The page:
Wall Street closed a stellar week on Friday after recent economic data, including a stronger-than-expected labor market report, bolstered optimism that the economy would not fall back into recession.
The S&P 500 gained 3.8 percent for the week, its best in eight, setting the stage for a more bullish mood when markets re-open Tuesday after the long Labor Day weekend. U.S. Treasury debt yields have risen from levels reflecting expectations of another recession.
Stock sectors sensitive to economic swings like technology and banks led the week's gains. On Friday, the S&P financial sector index <.GSPF> rose 2.2 percent, with Goldman Sachs
Equity markets had priced in the non-trivial probability of a double dip, and what you're seeing is that fear pricing is coming out, said Mike Dueker, head of economics at Russell Investments in Tacoma, Washington.
U.S. payrolls fell for a third straight month in August, the Labor Department said, but the loss of 54,000 non-farm jobs was far less than the 100,000 expected by economists polled by Reuters, and private hiring surprised on the upside.
Recovery will be slow, but at least reliable, and that should add some tailwinds (for stocks) the rest of the year, Dueker said.
The Dow Jones industrial average <.DJI> shot up 127.83 points, or 1.24 percent, to 10,447.93, marking a move back into the black for the year. The Standard & Poor's 500 Index <.SPX> gained 14.41 points, or 1.32 percent, to 1,104.51. The Nasdaq Composite Index <.IXIC> rose 33.74 points, or 1.53 percent, to 2,233.75.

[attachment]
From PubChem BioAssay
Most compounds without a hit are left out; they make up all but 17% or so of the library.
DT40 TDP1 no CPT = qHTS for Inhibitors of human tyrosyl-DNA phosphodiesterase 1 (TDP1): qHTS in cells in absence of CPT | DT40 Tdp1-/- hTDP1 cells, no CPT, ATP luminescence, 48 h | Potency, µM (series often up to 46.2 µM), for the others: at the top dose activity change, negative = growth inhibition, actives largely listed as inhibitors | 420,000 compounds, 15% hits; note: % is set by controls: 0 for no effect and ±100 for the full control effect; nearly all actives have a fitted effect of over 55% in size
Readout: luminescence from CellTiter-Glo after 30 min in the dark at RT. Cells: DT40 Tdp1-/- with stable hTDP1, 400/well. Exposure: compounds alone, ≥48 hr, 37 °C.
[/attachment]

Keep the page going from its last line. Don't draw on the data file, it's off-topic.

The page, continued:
The S&P 500 closed above 1,100 for the first time since August 10. Momentum measures, including the moving average convergence-divergence, indicate the benchmark is poised for more gains.
But the upward move faces strong resistance, with the 200-day moving average near 1,116. Chartists point to 1,130 as key resistance, tested in June and early August, with both failures opening the door to steep declines.
Stocks sold off sharply through August on concerns the U.S. economy could be headed for a double-dip recession. But a report that showed the manufacturing sector grew more than expected last month sparked a rally on Wednesday that lifted stocks to their best day in eight weeks.
In addition to the S&P 500's sharp weekly percentage gain, the Dow rose 2.9 percent for the week and the Nasdaq advanced 3.7 percent.
Technology stocks outperformed the market this week. The PHLX semiconductor index <.SOX> has gained 6.9 percent in the past three days, its best such run since mid-June.
Video game maker Take-Two Interactive Inc
On the downside, Campbell Soup Co
About 6.6 billion shares traded on the New York Stock Exchange, the American Stock Exchange and Nasdaq, far below last year's estimated daily average of 9.65 billion.
Advancing stocks outnumbered declining ones on the NYSE by a ratio of about 18 to 5, while on the Nasdaq, about 17 stocks rose for every five that fell.
(Reporting by Rodrigo Campos; Additional reporting by Edward Krudy; Editing by Jan Paschal)